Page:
Columns, The New Ned Ludd

Off the Grid: Disconnected in America

Broadband access for a Tufts student has become an assumed service of the university—akin to heated classrooms, running water, and Spring Fling. The “Tufts Memes for Quirky Queens” page had a bashful laugh when a slight alteration to Pavlov’s Hierarchy of Needs added the new foundation of Wi-Fi. Understandably, web access has become a critical infrastructure to modern life, from food delivery to academic research, to the point where it’s a challenge to imagine life without it.

Tremendous opportunities come with this digital connectivity. The tacit knowledge we have gleaned from word of mouth and formal education on how to maximize our use of the internet is critical; the early knowledge of keyboard shortcuts, search engine usage, and our laser eye for unreliable media in a diffuse news landscape has allowed us to become lay masters of the web. If we don’t know something, we know exactly where to find it, or at least where to start. With it, we are learning at a faster rate than our parents (and professors) could ever have dreamed of when they were in school.

Spending the last semester working as a research assistant at the Berkman Klein Center for Internet and Society gave me a glimpse into the realities of America’s digital divide. It is a frightening gap that receives little attention in a post-Obama era, especially following the appointment of Ajit Pai, former Verizon executive, to head of the Federal Communications Commission (FCC). It is important to question why these issues rarely make it into the primetime CNN debate, or even your daily news digest. Consider the fact that films like Supersize Me, An Inconvenient Truth, and 13th have fundamentally changed public perception. I believe that there has yet to be a film, work of literature, or piece of media capable of summarizing the nuances of broadband inequity.

You may have come across terms like the “homework gap,” which is the idea that some students struggle to complete assignments as weak broadband connectivity at home greatly limits their productivity. This gap has widened as an increasing number of elite schools incorporate Internet-based learning into daily curriculum. This gap disproportionately affects low-income urban households, second only to poor, rural households. While large telecommunications providers continue to battle over access to telephone poles and underground digging rights with the intent to lay more fiber optic cables, we are beginning to see fundamental limitations of the free market.

Providers like AT&T, Spectrum, and Verizon, who operate the lion’s share of private cables in this country, have limited incentive to serve poorer communities. They understand that poorer communities only have so much disposable income to spend on family internet, and given the cost to provide the service, providers take their business elsewhere. Where is elsewhere in this case? Rich, densely populated, likely urban neighborhoods filled with high-frequency users. Not to mention, according to a recent FCC report, nearly 75 percent of Americans have at most one choice for high-speed internet service. More competition is better for the consumer, and in a vast majority of the country, there simply is none.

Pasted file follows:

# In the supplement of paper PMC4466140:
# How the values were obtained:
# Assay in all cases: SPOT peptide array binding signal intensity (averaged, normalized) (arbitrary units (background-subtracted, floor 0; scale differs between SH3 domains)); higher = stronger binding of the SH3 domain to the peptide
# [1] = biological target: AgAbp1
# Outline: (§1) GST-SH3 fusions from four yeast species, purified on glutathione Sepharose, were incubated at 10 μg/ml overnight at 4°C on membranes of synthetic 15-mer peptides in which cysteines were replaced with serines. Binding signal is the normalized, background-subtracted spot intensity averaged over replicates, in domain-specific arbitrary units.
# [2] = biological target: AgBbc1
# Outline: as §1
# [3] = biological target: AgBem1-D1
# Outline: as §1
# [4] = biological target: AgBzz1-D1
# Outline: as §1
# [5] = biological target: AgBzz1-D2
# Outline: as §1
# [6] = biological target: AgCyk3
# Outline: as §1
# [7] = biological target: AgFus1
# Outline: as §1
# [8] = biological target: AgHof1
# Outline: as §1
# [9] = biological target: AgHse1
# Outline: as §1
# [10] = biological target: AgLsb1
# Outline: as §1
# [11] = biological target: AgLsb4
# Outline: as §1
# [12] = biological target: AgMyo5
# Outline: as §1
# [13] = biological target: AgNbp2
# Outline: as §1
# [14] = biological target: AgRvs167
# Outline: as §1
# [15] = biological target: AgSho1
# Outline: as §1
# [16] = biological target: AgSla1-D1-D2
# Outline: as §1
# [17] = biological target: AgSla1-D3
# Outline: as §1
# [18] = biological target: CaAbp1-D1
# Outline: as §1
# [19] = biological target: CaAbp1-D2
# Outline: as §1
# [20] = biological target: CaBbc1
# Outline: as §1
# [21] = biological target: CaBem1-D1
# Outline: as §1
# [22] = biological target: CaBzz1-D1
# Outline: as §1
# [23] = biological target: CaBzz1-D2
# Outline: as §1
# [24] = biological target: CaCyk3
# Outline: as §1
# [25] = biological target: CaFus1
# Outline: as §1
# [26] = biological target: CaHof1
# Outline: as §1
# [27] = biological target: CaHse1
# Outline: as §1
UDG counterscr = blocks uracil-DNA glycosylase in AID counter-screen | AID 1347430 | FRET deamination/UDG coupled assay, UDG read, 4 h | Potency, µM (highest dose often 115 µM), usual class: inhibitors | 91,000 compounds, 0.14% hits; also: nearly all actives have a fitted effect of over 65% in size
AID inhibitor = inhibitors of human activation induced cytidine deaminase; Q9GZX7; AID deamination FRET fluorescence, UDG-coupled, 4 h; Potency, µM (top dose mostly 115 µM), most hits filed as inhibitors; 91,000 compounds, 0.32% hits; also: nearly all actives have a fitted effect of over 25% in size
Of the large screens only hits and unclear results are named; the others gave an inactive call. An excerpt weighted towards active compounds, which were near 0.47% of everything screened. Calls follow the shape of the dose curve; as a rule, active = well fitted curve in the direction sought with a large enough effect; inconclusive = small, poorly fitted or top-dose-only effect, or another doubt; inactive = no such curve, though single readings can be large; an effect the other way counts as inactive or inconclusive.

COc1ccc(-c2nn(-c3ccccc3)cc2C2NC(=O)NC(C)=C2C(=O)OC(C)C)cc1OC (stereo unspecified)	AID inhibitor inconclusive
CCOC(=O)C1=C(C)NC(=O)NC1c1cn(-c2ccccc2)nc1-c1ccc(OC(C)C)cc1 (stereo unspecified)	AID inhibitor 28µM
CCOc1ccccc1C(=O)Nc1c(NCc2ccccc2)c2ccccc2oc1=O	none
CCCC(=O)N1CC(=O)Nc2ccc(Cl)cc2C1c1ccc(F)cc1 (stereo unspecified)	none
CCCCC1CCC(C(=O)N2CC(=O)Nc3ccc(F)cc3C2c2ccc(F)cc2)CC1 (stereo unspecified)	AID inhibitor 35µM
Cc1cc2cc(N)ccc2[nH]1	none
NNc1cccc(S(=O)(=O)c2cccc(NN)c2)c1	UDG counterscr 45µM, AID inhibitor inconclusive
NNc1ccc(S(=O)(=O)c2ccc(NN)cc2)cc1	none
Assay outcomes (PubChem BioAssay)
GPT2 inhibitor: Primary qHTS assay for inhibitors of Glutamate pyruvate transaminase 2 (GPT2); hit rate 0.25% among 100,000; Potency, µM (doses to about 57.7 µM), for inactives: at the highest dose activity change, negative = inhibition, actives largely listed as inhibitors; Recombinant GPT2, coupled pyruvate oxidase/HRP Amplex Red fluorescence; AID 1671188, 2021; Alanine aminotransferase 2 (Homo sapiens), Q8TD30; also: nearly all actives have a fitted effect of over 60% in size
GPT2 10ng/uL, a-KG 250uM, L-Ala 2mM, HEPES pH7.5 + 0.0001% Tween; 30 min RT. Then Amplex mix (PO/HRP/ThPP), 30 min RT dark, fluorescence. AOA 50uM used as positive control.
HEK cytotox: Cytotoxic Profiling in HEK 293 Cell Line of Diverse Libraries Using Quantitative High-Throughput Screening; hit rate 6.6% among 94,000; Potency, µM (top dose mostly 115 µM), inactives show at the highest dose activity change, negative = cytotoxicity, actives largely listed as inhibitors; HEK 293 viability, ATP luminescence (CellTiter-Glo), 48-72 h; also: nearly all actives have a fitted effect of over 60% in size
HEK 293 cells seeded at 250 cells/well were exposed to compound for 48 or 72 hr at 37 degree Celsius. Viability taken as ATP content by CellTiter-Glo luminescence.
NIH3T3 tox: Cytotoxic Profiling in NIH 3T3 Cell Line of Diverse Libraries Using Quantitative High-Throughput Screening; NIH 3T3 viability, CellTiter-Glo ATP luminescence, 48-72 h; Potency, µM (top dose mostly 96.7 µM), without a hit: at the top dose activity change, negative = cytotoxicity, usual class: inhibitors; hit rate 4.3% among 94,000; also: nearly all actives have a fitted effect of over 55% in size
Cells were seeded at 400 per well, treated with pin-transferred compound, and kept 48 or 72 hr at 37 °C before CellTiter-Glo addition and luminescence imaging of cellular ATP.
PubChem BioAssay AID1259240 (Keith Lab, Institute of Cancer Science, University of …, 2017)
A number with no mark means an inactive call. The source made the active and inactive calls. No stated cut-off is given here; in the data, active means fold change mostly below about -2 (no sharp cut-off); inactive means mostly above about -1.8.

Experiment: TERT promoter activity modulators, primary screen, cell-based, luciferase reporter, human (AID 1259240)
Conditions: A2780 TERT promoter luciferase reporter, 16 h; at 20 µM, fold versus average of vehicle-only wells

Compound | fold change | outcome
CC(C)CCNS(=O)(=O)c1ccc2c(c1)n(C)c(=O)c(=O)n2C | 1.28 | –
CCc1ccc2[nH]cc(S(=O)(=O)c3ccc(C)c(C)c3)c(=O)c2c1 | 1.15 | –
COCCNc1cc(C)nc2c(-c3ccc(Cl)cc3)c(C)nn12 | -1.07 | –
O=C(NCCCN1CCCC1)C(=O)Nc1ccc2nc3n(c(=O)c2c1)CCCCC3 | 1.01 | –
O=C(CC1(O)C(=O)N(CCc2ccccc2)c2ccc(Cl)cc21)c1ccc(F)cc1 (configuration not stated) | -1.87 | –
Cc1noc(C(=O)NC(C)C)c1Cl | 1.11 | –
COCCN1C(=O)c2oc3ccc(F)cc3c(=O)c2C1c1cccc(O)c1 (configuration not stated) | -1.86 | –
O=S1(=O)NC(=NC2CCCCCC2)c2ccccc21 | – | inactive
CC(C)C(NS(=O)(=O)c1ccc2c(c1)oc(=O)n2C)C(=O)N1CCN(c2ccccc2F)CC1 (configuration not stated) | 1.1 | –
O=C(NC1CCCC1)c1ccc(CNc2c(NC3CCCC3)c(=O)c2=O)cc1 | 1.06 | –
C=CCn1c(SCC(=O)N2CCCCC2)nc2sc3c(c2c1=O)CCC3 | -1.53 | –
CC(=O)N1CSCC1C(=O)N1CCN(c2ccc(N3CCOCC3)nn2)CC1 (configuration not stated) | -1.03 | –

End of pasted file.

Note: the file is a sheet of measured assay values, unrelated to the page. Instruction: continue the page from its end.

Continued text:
Some policymakers are misguided in this space. For example, some argue that the increase in cellular connectivity, particularly 3G access, is a sufficient improvement. 3G allows more cell phones to process data, but it also veils the fundamental problem. This Band-Aid solution is both costly to the user and insufficient in its ability to process the large bits of data some students and practitioners frequently need. A similar response has been increases in “community broadband access.” This system refers to Wi-Fi hotspots in civic centers, local libraries, and other points of interest in underserved communities. The problem here lies in their hours of operation, time limits, high demand, and scarcity creating a narrow window for any student to access the service. Everything we do, from manufacturing, traffic management, and local elections, require inexpensive and reliable data transmission. This is an American problem, not just an education problem.

Wi-Fi, therefore, must become a federally mandated public utility. The reality of this matter is that although the United States has illuminated technology’s frontier role in society and our individual lives, we have left people behind due to the limitations of the free market on a service that is critical to growth and prosperity in our modern economy. Education, access to the web, and involvement in our modern economy are inextricably linked. We are falling behind, as countries like South Korea, Japan, the Nordic states, and much of Europe are leading efforts for widespread state-operated broadband connectivity. The “but we are way bigger than those countries, so it is harder to provide service across such a large landmass” argument is simply nullified by the China case, a premier leader in the race to universal connectivity. We have the resources to provide service to a much broader base of Americans; the only question, then, is do we have the will?


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